Exchange Traded Funds are different than a mutual fund in that they are traded on a stock exchange. The first Exchange Traded Fund was a company called the SPDR — that’s Standard and Poor’s Depository Receipt. But now, there is a proliferation of Exchange Traded Funds. What is an Exchange Traded Fund? Exchanged Traded Fund is epitomized by the — this is the S&P 500 — it’s a portfolio that is managed according to rules; it’s not judgmental. You cannot call up the Exchange Traded Fund and say, I want my money back. It’s different from a mutual fund. If you get — you would buy or sell an Exchange Traded Fund on the stock exchange. The fund is traded — the Exchange Traded Fund holds a portfolio, like the SPDR holds a portfolio equivalent to the S&P 500 and they pay out dividends on that. But in the meantime, you can buy or sell shares in the fund on the stock exchange.

They also have what are called creation units, which are in large denominations, like millions of dollars. Institutional investors can either create or redeem shares in the ETFs, but you as an individual cannot. If the creation unit is one million dollars, then an institutional investor who is an authorized participant and has signed the right papers can go to the AMEX and say, I want to create ten million dollars of new SPDRs. Then, the AMEX will — that’s ten creation units. I forget what a SPDRs creation unit is, but let’s say it’s a million dollars. Then the AMEX would say, alright, you have to give us the stocks in the S&P 500 in the proportion that they are in the S&P 500, equal in value to ten million dollars. That becomes one creation unit and then they’ll give the institutional investors the shares to sell.

Conversely, the institutional investor can go to the AMEX and say, I want to go the other way. I’ve got 10,000 shares of these ETFs; I want the stocks back. So, the institutional investor can present the shares to the AMEX and the AMEX will then give them the shares in the S&P 500. That enforces the price of the ETF equal to the price of the underlying stocks. ETFs were designed so that the price of the ETF tracks the price of the underlying stocks. In contrast, those things called Closed End Funds, which are similar, but they don’t have the creation units. Closed End Funds — the price of the fund on the stock market tends to go through either a premium or a discount depending on the market, but ETFs tend to track well. That is, the price of the ETF tends to correspond to the price of the underlying stocks; whereas, closed end mutual funds — closed end funds track poorly. So, ETFs are the new things that have developed.

I said I would talk about personal trusts. This is something that is of less — somewhat less — importance, but it’s about a trillion dollars in our modern economy. What is a trust? It’s another form of institutional investing. A trust is a — it’s often a department of a bank that manages money on behalf of an individual or family. For example, suppose your parents are concerned about you and they don’t trust you — they trust the banker, not you — and there’s a family fortune. Maybe it doesn’t have to be that big, but let’s say it’s a million dollars. They could give it to you, but they might not. I don’t know what your parents are doing; they’re doing this behind your back and maybe not telling you in great detail.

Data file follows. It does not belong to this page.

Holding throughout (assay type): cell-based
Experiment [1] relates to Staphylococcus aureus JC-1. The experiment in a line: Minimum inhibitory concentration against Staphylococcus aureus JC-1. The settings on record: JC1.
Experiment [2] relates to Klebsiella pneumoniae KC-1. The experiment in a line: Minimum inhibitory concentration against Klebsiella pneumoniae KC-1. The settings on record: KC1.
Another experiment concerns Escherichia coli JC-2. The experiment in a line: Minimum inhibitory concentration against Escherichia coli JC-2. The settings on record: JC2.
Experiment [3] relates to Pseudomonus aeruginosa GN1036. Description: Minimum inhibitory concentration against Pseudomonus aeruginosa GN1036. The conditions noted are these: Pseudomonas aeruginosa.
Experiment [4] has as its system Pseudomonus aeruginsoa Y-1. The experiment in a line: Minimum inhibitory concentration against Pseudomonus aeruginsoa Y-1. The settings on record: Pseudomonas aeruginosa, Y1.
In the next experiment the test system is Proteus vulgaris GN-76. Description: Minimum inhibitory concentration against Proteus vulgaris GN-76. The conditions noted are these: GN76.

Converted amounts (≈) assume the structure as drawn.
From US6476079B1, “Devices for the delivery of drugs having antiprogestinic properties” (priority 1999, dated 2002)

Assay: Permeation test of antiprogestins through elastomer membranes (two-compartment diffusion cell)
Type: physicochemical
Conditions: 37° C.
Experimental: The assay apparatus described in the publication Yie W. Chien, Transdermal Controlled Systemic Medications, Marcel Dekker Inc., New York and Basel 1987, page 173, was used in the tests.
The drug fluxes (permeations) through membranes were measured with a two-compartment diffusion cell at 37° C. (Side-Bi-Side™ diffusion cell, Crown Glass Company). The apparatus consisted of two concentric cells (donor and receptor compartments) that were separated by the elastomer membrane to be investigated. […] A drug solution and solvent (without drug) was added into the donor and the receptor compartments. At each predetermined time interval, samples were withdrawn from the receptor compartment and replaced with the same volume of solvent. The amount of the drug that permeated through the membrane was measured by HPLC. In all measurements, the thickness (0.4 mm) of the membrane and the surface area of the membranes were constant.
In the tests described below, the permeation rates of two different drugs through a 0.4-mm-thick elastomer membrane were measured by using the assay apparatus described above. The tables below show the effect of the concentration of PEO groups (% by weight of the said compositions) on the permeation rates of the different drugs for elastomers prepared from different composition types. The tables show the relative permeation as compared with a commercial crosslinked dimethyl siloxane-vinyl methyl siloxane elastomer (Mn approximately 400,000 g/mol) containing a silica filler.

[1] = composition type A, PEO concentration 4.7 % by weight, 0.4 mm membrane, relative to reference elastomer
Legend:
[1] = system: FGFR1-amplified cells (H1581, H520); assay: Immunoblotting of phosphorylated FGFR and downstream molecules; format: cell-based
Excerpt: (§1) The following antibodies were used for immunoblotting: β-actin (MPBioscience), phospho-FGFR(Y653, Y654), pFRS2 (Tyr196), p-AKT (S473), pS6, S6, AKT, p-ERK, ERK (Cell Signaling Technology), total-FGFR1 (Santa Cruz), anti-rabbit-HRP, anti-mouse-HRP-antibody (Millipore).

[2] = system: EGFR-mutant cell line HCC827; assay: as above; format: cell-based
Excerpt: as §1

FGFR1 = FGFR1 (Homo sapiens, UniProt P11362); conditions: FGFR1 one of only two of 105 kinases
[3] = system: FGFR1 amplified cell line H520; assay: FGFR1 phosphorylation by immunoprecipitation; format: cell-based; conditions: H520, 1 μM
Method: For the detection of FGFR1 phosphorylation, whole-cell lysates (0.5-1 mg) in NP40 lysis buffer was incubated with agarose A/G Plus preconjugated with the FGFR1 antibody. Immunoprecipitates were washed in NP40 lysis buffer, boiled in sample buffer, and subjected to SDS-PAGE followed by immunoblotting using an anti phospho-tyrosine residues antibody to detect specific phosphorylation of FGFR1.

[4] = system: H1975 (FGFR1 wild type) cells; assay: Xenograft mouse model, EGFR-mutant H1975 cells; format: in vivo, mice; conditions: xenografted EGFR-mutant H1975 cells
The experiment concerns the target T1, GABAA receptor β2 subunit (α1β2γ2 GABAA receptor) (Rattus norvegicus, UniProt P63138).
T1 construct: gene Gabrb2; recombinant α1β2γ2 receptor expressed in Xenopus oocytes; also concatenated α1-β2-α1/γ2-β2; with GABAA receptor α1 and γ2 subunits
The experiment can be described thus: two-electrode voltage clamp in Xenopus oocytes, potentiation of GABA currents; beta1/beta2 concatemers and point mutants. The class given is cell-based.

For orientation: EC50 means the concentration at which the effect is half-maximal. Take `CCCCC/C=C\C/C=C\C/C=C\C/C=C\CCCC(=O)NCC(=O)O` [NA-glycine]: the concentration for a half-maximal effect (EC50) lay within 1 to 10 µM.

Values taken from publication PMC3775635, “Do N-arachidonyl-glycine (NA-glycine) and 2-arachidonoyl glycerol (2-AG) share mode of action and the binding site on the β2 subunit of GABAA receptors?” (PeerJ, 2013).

Of particular importance, as an example, is something called a spendthrift trust. What is a spendthrift? It’s someone who can’t save money and squanders it. Your parents can go to a bank and set up a spendthrift trust on your behalf and the spendthrift trust will then pay you an income for life. Or, they could even go beyond your life; they could go to your children or whatever. That prevents you from squandering the money — from going to the casino and gambling it away if your parents don’t trust you. You see the idea? The bank then will manage it for the rest of your life and your parents will die and you will outlive them, but that money will be stuck in that trust and you can’t get it out because they set it up and it’s there.

The manager of the trust is a fiduciary who is, by contract, is supposed to be managing in the interest of the child — the spendthrift child. Of course, everyone — all these people will be dead before you are. Your parents will die; the person they talked to at the bank setting up the trust will die, but when you’re ninety years old there will be someone at that bank — some person much younger than you — who was appointed in succession to manage your trust and will continue to pay you that income out of your trust. Now, if there’s another reason why your parents might be doing this, which — you might be angry with your parents if they did this, but they might do it for another reason. That is, you could get married and get a divorce and they’re worried about this really awful person you married taking half of the family money when you get divorced. They lock it up in a spendthrift trust and then after the divorce the trustee will say, no way, I’m bound to pay this person — not the wife or husband — the amount of money for life. It apparently works. So, that’s another reason why families will do this because they don’t want to give the money to the awful person you married.